This is the eighth in a ten entry series of blog posts about my experiences self-publishing my first graphic novel, Tonoharu: Part One. I’m writing this informal “how-to” guide in the hopes that my limited experience might be of some value to aspiring comic book self-publishers.
This guide is offered with no guarantees. I’ve done my best to provide accurate information, but I assume no responsibility for any negative consequences that result from following my advice. For other important disclaimers, please see the first entry in the series. Links to other installments in the series can be found on the bottom of this entry.
Part Eight: Distribution
If the intended scope of your self-publishing plan is particularly narrow, you could maybe get by without a distributor. You could keep it grassroots, sell your books on consignment at independent booksellers & comic shops in your area, sell them yourself at conventions and through your website, and maybe set up an account with amazon.com to get a few national/international orders.
But if your distribution plan is a little more ambitious than that, it’s best to work with a distributor. You can still do the grassroots stuff, while relying on your distributor to reach markets you otherwise wouldn’t be able to (like chain bookstores across the country, or whatever). Plus having a national distributor makes you seem more legit, making it easier to get media coverage and the like.
But there’s a big catch-22 for self-publishers looking for distribution. Distributors don’t want to talk to you unless you’re already an established publisher with a track record, and you can’t become established unless you have a distributor.
My solution to this problem was to contact established “alternative” comic publishers and ask them if they’d be willing to serve as sub-distributors for my book. They basically act as middlemen, taking on your book as if it was one of their own, and distributing it through the distribution networks they already have in place.
There’s really only one negative aspect of such an arrangement, but it’s an important one: money. You don’t get something for nothing, so it goes without saying that your sub-distributor will take a cut of every book they sell. By itself, this wouldn’t be a big deal, but your sub-distributor’s cut is on top of the already hefty percentage the distributor takes. When you factor in all the middlemen (the booksellers, the distributor, and the sub-distributor) the majority of the money the consumer pays for your book will go into someone else’s pocket. (Even though you’re the one that created the content and paid to its production costs!)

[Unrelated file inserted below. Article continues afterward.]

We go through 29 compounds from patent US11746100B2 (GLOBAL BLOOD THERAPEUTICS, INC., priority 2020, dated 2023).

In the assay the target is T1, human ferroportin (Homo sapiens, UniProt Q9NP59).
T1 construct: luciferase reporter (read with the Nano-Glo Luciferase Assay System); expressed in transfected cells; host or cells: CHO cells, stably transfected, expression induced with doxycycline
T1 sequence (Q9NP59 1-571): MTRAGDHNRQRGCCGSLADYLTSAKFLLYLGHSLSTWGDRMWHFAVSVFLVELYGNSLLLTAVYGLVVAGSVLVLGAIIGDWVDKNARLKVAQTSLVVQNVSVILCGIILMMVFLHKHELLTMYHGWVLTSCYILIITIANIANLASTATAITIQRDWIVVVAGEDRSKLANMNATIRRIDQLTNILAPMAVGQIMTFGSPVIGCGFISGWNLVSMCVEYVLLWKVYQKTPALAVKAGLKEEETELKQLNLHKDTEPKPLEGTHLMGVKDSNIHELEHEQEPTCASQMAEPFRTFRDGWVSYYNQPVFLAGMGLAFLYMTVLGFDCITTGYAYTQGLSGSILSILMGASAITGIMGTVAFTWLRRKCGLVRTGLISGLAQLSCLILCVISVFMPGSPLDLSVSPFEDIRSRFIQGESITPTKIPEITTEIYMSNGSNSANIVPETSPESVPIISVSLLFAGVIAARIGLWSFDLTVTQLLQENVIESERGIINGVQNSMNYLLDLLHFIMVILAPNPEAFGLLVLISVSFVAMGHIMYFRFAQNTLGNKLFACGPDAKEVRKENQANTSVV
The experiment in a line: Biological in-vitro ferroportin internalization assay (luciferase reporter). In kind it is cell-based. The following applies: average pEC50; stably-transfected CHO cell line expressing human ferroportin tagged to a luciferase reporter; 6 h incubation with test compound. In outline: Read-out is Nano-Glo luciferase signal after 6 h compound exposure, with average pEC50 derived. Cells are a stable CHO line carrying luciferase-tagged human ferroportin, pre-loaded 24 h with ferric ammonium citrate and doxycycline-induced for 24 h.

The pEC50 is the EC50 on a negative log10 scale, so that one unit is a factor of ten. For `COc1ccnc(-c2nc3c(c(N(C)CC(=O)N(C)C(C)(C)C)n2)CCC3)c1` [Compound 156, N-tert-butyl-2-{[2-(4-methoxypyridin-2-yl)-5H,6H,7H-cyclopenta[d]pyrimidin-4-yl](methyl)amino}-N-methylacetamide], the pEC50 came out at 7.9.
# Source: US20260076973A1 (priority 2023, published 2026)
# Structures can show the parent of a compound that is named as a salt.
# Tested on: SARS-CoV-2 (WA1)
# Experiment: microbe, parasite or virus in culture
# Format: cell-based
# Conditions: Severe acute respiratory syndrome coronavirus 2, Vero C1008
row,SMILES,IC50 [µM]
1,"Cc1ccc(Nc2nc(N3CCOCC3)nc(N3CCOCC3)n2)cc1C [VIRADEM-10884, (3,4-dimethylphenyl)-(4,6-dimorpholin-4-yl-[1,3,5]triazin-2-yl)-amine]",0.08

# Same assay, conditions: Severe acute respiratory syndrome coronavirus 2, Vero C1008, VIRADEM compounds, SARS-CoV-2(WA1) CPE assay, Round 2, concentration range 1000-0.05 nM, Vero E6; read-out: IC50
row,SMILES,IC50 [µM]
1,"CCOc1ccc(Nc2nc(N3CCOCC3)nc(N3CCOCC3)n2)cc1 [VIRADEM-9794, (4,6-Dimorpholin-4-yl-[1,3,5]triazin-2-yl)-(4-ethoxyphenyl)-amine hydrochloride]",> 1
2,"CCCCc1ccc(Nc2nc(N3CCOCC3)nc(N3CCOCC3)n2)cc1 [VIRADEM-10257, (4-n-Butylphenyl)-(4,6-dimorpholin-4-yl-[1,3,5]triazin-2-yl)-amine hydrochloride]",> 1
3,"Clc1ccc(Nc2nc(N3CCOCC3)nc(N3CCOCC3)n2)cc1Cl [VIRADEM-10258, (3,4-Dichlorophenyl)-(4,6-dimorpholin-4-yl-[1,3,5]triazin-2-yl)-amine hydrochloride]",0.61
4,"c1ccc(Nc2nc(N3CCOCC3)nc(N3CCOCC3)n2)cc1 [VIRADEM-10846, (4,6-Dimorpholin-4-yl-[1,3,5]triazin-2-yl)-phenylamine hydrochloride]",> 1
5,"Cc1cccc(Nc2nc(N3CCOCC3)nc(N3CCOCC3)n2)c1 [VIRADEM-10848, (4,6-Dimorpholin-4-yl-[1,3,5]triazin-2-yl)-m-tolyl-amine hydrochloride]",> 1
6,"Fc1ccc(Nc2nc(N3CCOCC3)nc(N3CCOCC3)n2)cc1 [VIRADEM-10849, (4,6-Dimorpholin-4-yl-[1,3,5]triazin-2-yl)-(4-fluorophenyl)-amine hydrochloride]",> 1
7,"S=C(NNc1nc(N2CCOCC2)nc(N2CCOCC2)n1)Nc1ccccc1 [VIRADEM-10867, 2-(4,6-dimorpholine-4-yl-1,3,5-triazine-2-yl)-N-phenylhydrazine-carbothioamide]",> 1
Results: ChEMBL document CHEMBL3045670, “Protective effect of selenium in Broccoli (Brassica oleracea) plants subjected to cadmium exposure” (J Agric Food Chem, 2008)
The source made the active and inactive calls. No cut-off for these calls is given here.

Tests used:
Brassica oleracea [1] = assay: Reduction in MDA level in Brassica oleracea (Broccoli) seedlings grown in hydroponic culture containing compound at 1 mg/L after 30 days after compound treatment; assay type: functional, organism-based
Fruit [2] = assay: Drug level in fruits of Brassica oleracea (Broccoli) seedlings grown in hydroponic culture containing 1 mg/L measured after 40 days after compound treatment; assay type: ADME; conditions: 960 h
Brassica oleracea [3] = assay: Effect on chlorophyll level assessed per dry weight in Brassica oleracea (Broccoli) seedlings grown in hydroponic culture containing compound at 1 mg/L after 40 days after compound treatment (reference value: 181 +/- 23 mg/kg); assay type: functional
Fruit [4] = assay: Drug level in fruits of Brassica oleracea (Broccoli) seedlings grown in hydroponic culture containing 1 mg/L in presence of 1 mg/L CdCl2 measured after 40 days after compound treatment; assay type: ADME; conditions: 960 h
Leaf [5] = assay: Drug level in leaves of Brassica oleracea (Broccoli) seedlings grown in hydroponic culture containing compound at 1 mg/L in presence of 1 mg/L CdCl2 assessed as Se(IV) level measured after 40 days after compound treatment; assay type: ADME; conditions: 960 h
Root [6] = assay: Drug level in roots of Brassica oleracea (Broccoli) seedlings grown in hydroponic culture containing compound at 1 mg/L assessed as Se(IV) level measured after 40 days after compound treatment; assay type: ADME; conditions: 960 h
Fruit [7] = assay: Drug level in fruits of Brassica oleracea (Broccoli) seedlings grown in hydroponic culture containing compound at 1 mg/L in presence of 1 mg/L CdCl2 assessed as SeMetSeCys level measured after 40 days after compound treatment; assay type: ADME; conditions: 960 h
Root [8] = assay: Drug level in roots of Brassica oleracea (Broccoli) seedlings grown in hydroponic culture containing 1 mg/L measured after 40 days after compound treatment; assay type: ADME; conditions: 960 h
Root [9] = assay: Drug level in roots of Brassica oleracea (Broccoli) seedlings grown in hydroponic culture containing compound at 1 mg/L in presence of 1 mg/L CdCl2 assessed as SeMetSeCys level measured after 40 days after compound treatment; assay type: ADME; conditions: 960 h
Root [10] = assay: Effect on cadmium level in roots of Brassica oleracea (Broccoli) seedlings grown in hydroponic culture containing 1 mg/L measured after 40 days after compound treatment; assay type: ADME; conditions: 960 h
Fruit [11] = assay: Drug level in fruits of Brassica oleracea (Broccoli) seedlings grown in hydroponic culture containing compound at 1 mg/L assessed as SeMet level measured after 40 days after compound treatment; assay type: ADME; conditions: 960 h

But hey, that’s the nature of the business. And in my personal experience, the positive aspects of working with an established publisher as a sub-distributor make the arrangement worthwhile.
For one, you’re able to get national distribution when you otherwise probably wouldn’t be able to, which will translate to hundreds (or thousands?) of sales you otherwise wouldn’t have gotten. Your sub-distributor will sell your books at conventions that they attend, and perhaps wrap it into some of their own advertising / marketing efforts.
Another advantage is that by working with an established comics publisher, you have access to people who understand the comics industry better than you ever could hope to. The publisher I worked with (Top Shelf Productions) provided me with information regarding who to send review copies, and was happy to field questions I had about the industry.
So all around, I think the sub-distribution arrangement is worth the cut the sub-distributor takes.
I contacted three publishers that have previously distributed Xeric Grant books; Fantagraphics Books, Drawn and Quarterly, and Top Shelf Productions. If I were to do it again, I probably would have also contacted Alternative Comics. (Links lead to their respective submissions guidelines page, or the closest thing they have to one).
I sent an inquiry e-mail to each of them, explaining that I had won a Xeric Grant (just to give myself the slightest air or legitimacy), and inquired if they’d consider sub-distributing my book. Drawn and Quarterly and Top Shelf Productions got back to me, saying they’d be willing to a look at it. (Never did hear back from Fantagraphics). I sent the books off to them, and got an “okay” from Top Shelf first.
My experience with Top Shelf has been very positive, so I would recommend them. But I’ve only heard good things about the other publishers as well, so you’d probably be in good shape with any of them.
Once you’ve got distribution squared away, it’s time to start up your marketing efforts in earnest, which will be the subject of next week’s entry.
How I Self-Published a Graphic Novel
1/10 – Introductions / Disclaimers
2/10 – Honing Your Craft / Creating Your Comic
3/10 – Research, Research, Research
4/10 – Savings & Money Management
5/10 – The Xeric Grant
6/10 – Preparing for Press
7/10 – Working with Book Printers
8/10 – Distribution
9/10 – Marketing
10/10 – The Long Haul / Conclusion